• On March 1st, 2013, Be Positive said ...

    300000 figure is not a big number which canada like developed and big country can not adopt, but it is the wrong mindset of immigration authorities who took such a drastic dcision to return the applications. The decision not only affected the would be immigrants but also for a canada itself as highly skilled people have been denied to work for development of canadian economy.

  • On March 1st, 2013, Be Positive said ...

    I wish canadian immigration authorities to review and rethink upon this decision and stop fighting with skilled workers allover world for a resolution.

  • On March 1st, 2013, Tom said ...

    Has anyone ever consider that this may not be racial motivated based on skin colour, but because of agreements between both countries. Over the years Ireland and Canada have been co-signatories to many agreements. e.g. the Washington Accord, which mean engineering qualifications from one country is automatically recognised in the other. Ireland also has a comparable tradesmen qualifications which is one of the main Irish labour markets that the Canadian government is trying to tap into. Ireland has a surplus of tradesmen where Canada require tradesmen.

    Perhaps, if the Government of India built a better relationship with its Canadian counterpart and if India were signatories to agreements like the Washington Accord, etc, it would be easier to emigrate from India to Canada.

    The only racism I’m feeling from this article is that of David Cohen against the Irish. Without considering all the facts he has decided this is a racial matter based on skin colour, as opposed to a Governmental issue. I wonder if the Government of India were in a better position than that of the Irish Government and it was easier to move from India to Canada would David be so quick to play the racism card.

    BTW Japan has access to the IEC programme, and similar to Ireland it’s relatively easy for Japanese to use the IEC to access Canada’s International Experience Class visa. In fact it’s relatively easy to move from Japan to Canada (Japan are signatories to the Washington Accord). But then again David probably finds it too difficult to argue racism of Japanese (Asians) over their those from Indian (Asians).

  • On March 1st, 2013, Anonymous said ...

    Well, it is something that i have learn t to live with. Canada doesn’t realize that the most hampering factor to is its harsh climate. And now, uncalled for racism. If Canada wants to achieve economic growth through immigration, they have to emulate what the US has been doing – looking at all ethnics equally. Otherwise, i would gladly say Canada started what they probably will never finish. It is being manifested by the fact its economy is gradually losing grip in the top twenty strongest and largest economies. Policies are good but in wrong hands

  • On March 1st, 2013, John said ...

    Oh, Great! So the Irish bashing begins.

    Agreed Tom! David should rewrite the article showing: how in essence, it is much easier to come work and then immigrate to Canada, without a job offer, from Japan than it is to come work and then immigrate to Canada, with a job offer, from India.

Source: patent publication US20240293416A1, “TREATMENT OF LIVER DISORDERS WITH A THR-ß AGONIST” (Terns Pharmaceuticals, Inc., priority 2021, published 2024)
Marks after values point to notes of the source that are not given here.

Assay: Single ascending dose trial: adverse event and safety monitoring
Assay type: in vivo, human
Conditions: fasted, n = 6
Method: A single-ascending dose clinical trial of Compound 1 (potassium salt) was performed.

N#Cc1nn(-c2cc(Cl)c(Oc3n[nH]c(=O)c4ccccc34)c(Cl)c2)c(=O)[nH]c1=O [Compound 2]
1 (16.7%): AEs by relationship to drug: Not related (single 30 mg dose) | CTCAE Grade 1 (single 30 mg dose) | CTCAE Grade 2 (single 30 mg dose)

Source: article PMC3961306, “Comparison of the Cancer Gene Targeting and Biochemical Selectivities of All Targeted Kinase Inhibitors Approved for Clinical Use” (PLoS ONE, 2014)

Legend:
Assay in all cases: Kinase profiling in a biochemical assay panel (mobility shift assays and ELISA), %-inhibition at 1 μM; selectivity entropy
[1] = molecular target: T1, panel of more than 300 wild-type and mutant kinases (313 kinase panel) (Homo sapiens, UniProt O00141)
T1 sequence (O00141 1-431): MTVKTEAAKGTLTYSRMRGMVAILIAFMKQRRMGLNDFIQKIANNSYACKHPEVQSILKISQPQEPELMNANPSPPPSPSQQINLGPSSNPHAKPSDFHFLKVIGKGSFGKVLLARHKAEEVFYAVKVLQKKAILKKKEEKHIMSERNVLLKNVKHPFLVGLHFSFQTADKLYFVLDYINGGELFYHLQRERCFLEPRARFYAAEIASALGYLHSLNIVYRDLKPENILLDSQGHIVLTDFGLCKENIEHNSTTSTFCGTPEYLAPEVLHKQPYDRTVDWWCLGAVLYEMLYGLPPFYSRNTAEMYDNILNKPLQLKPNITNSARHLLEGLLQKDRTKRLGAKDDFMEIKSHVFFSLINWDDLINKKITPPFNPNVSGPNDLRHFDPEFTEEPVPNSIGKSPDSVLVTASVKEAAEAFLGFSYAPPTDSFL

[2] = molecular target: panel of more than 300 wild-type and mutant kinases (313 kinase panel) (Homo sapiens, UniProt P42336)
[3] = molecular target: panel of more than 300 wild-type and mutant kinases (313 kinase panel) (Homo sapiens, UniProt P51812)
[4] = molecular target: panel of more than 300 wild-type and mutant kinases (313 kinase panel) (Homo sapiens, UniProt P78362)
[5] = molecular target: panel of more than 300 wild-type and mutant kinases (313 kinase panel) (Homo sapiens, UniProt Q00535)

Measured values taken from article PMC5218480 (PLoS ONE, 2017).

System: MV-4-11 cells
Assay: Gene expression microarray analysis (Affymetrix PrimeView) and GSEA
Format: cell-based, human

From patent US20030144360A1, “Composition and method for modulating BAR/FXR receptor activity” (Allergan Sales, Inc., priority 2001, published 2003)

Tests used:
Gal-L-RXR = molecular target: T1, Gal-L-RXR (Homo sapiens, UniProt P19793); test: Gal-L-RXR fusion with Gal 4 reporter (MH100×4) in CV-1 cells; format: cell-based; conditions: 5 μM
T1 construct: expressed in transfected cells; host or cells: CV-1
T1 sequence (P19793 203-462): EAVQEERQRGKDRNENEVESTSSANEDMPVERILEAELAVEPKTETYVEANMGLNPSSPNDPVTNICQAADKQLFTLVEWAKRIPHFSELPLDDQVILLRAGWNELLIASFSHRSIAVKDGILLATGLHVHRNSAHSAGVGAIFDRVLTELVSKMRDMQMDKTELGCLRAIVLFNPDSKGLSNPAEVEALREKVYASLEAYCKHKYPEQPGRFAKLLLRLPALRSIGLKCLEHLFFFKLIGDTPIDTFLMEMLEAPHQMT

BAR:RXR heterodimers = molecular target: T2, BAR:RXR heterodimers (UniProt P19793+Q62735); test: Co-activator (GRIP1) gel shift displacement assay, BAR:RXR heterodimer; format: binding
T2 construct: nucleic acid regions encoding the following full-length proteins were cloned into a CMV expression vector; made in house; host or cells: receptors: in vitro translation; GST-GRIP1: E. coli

What’s in a Name?

    When it comes to Canadian immigration, actually quite a bit is in a name, especially if the name is “Tanaka” or “Sharma”.

  • On March 2nd, 2013, Joe said ...

    Canadian article from 6 months ago adding perspective here is linked below the key line for me is –

    “With its steady economy, common language, similar training and work standards – not to mention shared history – Canada is one of a handful a popular destinations for Irish workers”


  • On March 4th, 2013, manjunath said ...

    I must agree with you, I do not see this as a racial issue rather a political issue which must happen after crossing a long bureaucratic process, at the same time “poor prospects for employment in the home country” , should not be the right reason to reject these application most people like myself are with graduate degree and we will probably get a decent job back home , yeah we wont earn in dollars but we wont spend in dollars either, these people are immediate contributors to economy (in most cases) so Canada might miss the chance to capitalize these talent pool. (did I mention I almost lost all my savings in filling immigration paperwork 🙂 )

  • On March 16th, 2013, Anonymous said ...

    Thank you for writing this, David. I am a landed immigrant, fortunately. I did not know this kind of unfairness existed. The current government treat us Asian immigrants likesuspects

  • On March 16th, 2013, Anonymous said ...

    I am trying to imagine how this would make the 300k skilled immigrantion applicants that were “deleted” blood boil. I really feel for them. After all the years of patiently waiting, their dreams were crushed.

  • On April 3rd, 2013, Anonymous said ...

    Quite interesting article , I got to read due to catchy heading “what’s in a name”. I don’t know actually whether what it reflects- politics or racism?. However in terms of economic impact it matters to any country in long run by this type of inequality. The more or less same thing happening in UK where students visas are being tight to control immigration to upset immigration of neighbor EU countries. The rules come out so quickly against non-European immigrants like changes in weather. I think because of that it is clear to increase more applicants of non-eu countries to immigrate canada.

  • On June 9th, 2013, Anonymous said ...

    I am totally agree we need a procedural fairness.